a #1672  -  Wheeling a car owned by a team he formed just last winter, pole-sitter Super Matt Sheppard ran away from the 28 car at the 40-lap Charlotte World Finals on October 28. He’s shown celebrating with his niece and nephew. He had every right to – he had set a new record for the number of features won in one season on the Super DIRTcar Series. “A dream season,” he called it. Photo by our Man from Amsterdam, Dave Dalesandro
a #1671  -  Davey Allison, the 27-year-old winner of the 1992 Daytona 500 and red hot in the other early-season races in his Texaco-Havoline Ford, had his season take a serious hit at Pocono, on July 19. After contact on his rear quarter by Darrell Waltrip, Allison went for quite a ride, a catapult followed by barrel rolls. He had a bad concussion, a broken wrist, arm, and collar bone. Allison had been a closely followed contender for the Winston Cup that year. The title ended up being won by “Special K,” Alan Kulwicki in the Hooters Ford. Kulwicki would die the following April in a place crash. From by Rick Houston (Jim Smith Photo)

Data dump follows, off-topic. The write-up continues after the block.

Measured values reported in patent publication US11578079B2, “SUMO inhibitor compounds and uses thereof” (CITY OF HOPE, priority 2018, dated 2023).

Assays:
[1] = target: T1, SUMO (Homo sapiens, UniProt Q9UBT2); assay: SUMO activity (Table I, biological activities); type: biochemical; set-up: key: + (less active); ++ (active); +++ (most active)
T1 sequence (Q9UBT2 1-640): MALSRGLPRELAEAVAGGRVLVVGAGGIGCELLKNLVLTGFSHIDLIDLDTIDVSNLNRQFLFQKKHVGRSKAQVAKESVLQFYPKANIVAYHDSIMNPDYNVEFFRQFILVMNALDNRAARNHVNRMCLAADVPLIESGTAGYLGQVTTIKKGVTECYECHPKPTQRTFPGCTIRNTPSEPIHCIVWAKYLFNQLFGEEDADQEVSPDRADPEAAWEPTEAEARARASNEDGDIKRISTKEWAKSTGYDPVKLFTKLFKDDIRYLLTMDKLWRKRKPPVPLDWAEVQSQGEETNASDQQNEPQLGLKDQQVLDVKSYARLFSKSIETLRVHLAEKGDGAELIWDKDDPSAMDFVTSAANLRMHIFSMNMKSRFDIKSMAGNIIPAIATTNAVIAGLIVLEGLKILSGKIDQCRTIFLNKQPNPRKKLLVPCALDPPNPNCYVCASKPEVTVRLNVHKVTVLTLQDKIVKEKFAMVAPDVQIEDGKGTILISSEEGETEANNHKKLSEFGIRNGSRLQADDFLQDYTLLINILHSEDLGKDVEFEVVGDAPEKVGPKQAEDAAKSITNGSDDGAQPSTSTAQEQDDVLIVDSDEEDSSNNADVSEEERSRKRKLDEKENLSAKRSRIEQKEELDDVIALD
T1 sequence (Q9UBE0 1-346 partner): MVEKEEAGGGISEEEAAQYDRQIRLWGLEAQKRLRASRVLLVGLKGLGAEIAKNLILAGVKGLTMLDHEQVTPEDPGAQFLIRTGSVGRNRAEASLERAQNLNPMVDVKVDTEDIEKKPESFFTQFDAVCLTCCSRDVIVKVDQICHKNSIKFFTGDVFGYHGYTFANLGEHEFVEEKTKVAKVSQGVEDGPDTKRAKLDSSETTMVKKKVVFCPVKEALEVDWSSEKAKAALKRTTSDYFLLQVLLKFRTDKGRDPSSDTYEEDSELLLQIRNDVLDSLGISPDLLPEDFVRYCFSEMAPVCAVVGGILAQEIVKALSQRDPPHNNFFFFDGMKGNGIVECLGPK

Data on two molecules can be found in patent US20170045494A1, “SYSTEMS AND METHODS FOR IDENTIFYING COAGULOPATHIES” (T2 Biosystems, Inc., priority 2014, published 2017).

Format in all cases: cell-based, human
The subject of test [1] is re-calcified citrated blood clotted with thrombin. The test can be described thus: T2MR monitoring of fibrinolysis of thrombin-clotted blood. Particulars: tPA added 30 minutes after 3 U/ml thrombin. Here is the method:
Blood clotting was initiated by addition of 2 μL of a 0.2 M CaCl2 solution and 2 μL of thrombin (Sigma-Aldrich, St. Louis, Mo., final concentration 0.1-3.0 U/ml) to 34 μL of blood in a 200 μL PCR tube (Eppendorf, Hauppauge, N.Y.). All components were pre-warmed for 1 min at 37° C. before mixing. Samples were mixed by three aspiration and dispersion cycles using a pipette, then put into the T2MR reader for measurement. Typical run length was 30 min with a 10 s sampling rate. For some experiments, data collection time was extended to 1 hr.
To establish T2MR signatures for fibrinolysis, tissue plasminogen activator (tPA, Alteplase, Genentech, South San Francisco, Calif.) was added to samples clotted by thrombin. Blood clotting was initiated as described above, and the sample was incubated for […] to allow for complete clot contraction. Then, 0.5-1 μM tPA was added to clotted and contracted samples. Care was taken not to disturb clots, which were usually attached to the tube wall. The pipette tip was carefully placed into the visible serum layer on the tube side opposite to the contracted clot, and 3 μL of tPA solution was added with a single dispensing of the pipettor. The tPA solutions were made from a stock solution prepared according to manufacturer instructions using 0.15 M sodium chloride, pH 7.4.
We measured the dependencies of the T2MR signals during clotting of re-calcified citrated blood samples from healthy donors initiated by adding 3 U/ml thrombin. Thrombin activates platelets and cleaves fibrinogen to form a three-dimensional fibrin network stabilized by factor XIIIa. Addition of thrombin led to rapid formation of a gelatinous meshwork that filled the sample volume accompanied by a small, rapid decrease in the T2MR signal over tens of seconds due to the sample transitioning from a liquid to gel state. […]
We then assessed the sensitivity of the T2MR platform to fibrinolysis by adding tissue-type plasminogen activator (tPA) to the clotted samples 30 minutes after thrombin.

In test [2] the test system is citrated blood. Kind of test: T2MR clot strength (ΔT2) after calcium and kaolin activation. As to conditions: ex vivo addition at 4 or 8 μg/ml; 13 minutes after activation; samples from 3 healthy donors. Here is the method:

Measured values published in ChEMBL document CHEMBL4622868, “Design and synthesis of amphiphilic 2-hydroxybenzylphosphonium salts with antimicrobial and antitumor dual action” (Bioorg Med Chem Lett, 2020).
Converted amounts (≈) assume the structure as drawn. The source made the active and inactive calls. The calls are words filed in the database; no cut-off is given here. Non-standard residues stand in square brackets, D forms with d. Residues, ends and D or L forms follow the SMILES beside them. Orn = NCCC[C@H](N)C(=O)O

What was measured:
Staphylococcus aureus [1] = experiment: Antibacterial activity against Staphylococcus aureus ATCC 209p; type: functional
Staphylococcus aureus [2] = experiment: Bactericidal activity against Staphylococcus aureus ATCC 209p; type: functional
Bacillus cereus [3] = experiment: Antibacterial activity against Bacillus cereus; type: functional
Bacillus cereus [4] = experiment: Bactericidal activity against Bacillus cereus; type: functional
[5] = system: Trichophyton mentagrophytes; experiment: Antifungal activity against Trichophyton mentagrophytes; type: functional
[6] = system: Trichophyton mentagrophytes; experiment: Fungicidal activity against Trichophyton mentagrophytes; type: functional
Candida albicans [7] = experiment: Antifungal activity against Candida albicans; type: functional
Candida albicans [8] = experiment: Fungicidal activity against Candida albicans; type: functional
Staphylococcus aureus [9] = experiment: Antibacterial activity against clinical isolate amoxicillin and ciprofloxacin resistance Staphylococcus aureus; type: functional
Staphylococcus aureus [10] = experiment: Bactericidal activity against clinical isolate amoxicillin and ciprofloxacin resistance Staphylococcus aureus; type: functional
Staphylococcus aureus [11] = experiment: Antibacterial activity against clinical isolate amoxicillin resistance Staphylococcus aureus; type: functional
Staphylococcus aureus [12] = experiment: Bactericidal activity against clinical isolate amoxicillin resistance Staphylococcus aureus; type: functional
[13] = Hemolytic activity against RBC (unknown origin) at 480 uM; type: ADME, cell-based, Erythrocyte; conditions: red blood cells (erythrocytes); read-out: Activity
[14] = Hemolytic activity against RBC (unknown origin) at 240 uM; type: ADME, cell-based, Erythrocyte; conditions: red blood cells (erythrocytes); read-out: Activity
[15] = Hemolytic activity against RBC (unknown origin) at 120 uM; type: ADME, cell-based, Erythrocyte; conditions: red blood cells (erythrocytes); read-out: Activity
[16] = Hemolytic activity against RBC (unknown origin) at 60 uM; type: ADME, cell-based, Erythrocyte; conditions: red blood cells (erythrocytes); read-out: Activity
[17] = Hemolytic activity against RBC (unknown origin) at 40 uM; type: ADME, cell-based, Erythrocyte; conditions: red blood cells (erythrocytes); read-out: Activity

A #1670  -  As Daniel Lipetz’s cool new book () makes clear, those Trans-Am guys were on the hammer. Here was the scene at St. Jovite - Mont Tremblant in Quebec in 1969. “George Follmer inspects the carnage resulting from his blown engine and poor flagging by course workers. While a marshal did display a yellow flag, the oil flag only came out when Follmer took it from another marshal after decking him. Vic Campbell’s #73 Firebird and Peter Revson’s Boss 302 joined the fray. Revson actually arrived at the scene after Campbell, yet he still wound up high on the pile of cars. Revson later said he ‘saw the waving yellow flag and slowed down to a speed I thought would get me through anything.’ Amazingly, he was unhurt from the initial impact but he was so stunned that he failed to realize he was several feet off the ground when he exited the car. He suffered minor ankle and shoulder injuries in the fall.” (Photo Don Markle Collection) a #1669  -  The racing world remembers Bentley Warren as one of the most successful Supermodified drivers in the sport’s history. With seven Oswego Speedway championships and six Oswego Classic wins he’s one of the greatest all-time in that track’s storied history. But, in addition, he won the Little 500 in Anderson, IN, twice and earned 45 ISMA wins. He won the Star Speedway Classis six times and the Sandusky Hy-Miler three times. Now nearing his 76th birthday, Bentley begins each day before the sun rises with a power-walk through the neighborhood. His plate is full as owner of a huge sand-and-gravel trucking operation and New England’s most successful biker Bar, in Arundel, ME. He recently completed construction of a huge auto museum on his estate in Kennebunk, ME. Bentley’s also one of the most significant personalities in the creation of the , where he’s donated heavy equipment (such as he’s shown driving at the museum) for the site work, been a major donor to the project and has been one of the go-to people who have helped shape the project’s major decisions. (Photo and caption by Dick Berggren) a #1668  -  Brad Babb comes a racing family in Maine, and he's on the gas. At 24 he already has a Super Late Model championship at Beech Ridge, Maine, and all kinds of Late Model wins. He'd always wanted to try an Open Wheeler and got his chance in the Small Block Super Modified race at this year's Star Classic in Epping, New Hampshire. He recalls, "It was different for sure. When I pushed off, I felt with no roof and windshield that I was actually outside of the car. And it was SO MUCH faster into and out of the turns. The biggest things were not having a mirror and a spotter. You've gotta keep your eyes and ears open!" Remarkably, he ran second in the main. (Photo Babb Collection) a #667  -  The best in the business. Jimmy Bryan and Clint Brawner confer before the AAA race at Langhorne on Sunday, June 19, 1955. They won, but with drama in a show that lasted a week. On lap 44 Johnny Thomson spiraled into a wicked end-for-end in front of the grandstands. He ended up unconscious, pinned beneath the Pete Schmidt Special #44. Brawner “braving the traffic, ran out and rocked it off the badly injured driver.” That’s when the rains came. A busy Brawner was quick to whisk his Dean Van Lines Special out of the place when he realized the event was about to be rescheduled for a week. There is no way he wanted his car impounded anywhere. Bryan had reported the engine was making naughty noises. Brawner rebuilt it over the next few days, replacing a broken valve guide and a bent valve. On the next Sunday, Bryan continued his unique high groove assault on the circular mile, and they won. Quote from , by L. Spencer Riggs. (Photo by Charles Zulla, Ken Edsell Collection.) A #1666  -  "The Wonder Boy" when he was the Wonder Kid. Jeff Gordon was lookin’ pretty preppy at age seven. His stepdad, John Bickford, had just given him this Simpson uniform. It had to be specially ordered from Bill Simpson because uniforms this small were certainly not listed in the catalogue. From , by Joe Garner. a #1665  -  "Long-time Midwesterners will recall the miserable summer of 1988, when drought and many 100-degree days marked the summer. As the racing season was winding down, Danny Williams Jr. had a particularly bad day at Salem (Indiana). Bruce Fields spun and collected Williams. But typically for Salem, it didn’t stop there. Williams went airborne and vaulted the fence. Because of the drought, his hot header pipes caught a pine tree on fire. It took some time to get rescue personnel to him, and meanwhile, his parents were convinced he could not have survived the horrendous wreck and fire. In one of those inexplicable racing moments, not only was Williams alive, but at least part of the tree survived as well." Caption and photo from by Joyce Standridge. (Allen Horcher Photo) A #1664  -   Back in the 1970s, a common and comical response to “Where ya been?” was “Off fightin’ oil well fires and chasin’ wild women.” Likely the most famous of all the real well-fire fighters was the unstoppable Red Adair. Among other things he was a power boat racer and APDA Hall of Famer. That’s Red on the right, showing Racestopper Sharon Brown the cockpit of one of his boats. He passed away in 2004, age 89. But it would seem he had all that covered, too. Upon his death, newspaper clippings quoted him saying, “I’ve done a deal with the devil. He said he’s going to give me an air-conditioned space when I go down there so I won’t put any fires out.” Photo from WHEN THE LEGENDS BEGAN: Thirty Years of Racing Photography through the LENS of Pal Parker.